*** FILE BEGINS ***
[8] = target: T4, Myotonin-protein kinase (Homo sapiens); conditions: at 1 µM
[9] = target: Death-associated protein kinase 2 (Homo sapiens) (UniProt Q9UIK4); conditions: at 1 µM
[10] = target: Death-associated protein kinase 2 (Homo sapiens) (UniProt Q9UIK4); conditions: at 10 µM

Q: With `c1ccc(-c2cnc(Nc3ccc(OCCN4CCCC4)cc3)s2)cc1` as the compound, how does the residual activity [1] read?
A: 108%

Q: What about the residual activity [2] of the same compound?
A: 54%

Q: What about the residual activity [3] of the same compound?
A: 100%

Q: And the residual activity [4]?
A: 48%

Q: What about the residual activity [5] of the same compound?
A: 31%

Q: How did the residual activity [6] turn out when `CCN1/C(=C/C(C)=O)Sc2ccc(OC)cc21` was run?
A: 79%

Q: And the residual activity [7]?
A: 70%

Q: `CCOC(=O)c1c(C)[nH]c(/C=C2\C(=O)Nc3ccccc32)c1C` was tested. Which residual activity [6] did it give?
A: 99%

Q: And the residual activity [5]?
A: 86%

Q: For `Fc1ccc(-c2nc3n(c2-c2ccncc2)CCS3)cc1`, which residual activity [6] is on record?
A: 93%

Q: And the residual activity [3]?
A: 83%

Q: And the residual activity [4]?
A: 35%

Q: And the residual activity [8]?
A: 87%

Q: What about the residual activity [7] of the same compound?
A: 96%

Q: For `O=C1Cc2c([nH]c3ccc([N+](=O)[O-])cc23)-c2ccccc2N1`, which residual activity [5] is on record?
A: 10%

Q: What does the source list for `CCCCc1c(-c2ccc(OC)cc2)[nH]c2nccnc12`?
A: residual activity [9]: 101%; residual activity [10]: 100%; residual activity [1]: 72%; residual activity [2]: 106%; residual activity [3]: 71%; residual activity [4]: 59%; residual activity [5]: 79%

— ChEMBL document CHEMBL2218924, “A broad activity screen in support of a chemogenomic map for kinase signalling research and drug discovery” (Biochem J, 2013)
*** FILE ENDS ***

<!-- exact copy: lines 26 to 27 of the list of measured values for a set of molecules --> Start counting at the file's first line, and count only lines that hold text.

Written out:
Q: And the residual activity [4]?
A: 35%